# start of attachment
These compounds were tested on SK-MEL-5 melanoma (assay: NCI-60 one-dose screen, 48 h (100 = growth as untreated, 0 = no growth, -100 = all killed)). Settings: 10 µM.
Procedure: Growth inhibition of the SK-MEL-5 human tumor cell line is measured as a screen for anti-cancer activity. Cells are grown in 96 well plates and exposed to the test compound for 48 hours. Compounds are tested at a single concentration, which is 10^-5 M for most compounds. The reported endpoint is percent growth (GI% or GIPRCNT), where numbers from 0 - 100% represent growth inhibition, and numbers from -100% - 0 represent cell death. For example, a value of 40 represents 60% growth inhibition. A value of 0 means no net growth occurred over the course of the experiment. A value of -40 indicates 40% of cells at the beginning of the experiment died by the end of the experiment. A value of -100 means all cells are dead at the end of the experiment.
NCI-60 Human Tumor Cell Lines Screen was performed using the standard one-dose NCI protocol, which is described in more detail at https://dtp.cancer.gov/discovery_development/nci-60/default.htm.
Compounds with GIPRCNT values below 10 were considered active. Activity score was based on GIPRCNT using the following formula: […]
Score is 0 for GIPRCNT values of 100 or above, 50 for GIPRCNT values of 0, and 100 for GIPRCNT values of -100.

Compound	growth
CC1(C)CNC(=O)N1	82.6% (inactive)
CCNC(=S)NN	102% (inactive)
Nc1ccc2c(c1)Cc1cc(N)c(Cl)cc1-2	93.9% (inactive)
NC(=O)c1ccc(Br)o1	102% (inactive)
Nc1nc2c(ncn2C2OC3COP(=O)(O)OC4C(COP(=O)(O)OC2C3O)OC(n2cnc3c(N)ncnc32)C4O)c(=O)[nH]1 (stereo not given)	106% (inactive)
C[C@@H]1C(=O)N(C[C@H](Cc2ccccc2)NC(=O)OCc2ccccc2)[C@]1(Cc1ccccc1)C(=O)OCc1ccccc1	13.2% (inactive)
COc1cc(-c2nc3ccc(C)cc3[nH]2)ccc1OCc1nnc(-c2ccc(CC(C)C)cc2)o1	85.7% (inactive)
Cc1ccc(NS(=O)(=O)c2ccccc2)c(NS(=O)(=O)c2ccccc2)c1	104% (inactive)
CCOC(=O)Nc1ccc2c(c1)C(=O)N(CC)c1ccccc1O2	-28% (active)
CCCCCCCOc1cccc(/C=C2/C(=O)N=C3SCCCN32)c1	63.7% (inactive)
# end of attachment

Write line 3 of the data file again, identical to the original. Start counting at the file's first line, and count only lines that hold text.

NCI-60 Human Tumor Cell Lines Screen was performed using the standard one-dose NCI protocol, which is described in more detail at https://dtp.cancer.gov/discovery_development/nci-60/default.htm.